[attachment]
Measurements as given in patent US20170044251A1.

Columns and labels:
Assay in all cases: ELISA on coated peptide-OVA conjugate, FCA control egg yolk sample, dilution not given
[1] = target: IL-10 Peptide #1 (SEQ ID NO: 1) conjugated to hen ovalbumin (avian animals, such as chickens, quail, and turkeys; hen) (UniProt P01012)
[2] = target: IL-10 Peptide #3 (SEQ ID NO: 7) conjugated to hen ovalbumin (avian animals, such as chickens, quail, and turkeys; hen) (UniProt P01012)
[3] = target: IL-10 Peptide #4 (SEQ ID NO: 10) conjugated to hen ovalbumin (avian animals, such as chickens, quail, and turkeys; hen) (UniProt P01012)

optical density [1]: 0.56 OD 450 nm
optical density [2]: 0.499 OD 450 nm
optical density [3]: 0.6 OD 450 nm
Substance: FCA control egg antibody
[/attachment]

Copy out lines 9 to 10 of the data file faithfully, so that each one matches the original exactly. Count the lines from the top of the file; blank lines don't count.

optical density [3]: 0.6 OD 450 nm
Substance: FCA control egg antibody